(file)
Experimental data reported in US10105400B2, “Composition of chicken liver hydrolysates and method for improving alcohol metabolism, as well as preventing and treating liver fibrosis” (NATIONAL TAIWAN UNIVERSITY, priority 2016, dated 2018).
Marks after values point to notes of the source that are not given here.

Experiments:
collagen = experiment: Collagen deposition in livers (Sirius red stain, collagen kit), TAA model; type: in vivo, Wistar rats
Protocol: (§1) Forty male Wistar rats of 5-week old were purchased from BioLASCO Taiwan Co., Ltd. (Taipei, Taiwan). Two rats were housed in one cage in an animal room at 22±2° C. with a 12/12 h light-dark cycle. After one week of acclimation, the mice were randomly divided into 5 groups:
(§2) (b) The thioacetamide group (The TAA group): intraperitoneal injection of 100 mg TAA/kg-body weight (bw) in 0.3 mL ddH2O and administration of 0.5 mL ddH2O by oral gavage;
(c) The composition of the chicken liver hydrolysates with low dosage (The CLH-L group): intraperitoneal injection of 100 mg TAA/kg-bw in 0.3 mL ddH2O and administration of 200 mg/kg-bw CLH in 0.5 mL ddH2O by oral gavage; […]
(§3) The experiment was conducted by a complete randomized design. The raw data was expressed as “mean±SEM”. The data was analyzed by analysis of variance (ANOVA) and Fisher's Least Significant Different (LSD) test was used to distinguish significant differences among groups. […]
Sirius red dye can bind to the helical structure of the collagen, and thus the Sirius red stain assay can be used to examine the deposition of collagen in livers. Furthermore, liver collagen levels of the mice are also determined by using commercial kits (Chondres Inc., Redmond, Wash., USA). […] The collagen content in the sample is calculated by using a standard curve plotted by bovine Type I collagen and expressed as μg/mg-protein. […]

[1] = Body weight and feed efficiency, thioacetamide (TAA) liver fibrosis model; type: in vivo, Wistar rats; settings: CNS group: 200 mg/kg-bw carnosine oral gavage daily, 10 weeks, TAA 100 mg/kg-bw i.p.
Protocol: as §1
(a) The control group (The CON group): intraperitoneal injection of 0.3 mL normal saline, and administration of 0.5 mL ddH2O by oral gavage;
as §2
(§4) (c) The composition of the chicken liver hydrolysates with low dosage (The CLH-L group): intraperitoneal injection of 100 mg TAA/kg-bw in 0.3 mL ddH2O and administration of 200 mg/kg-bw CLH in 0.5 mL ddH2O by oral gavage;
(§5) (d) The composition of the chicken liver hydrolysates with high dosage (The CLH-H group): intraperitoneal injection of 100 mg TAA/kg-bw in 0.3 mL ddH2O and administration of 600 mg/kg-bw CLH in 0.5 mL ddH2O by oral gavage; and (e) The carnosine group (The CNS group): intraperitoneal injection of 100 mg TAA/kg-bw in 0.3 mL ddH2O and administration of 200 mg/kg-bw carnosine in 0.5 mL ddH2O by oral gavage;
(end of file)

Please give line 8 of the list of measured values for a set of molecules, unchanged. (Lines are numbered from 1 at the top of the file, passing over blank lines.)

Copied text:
(§3) The experiment was conducted by a complete randomized design. The raw data was expressed as “mean±SEM”. The data was analyzed by analysis of variance (ANOVA) and Fisher's Least Significant Different (LSD) test was used to distinguish significant differences among groups. […]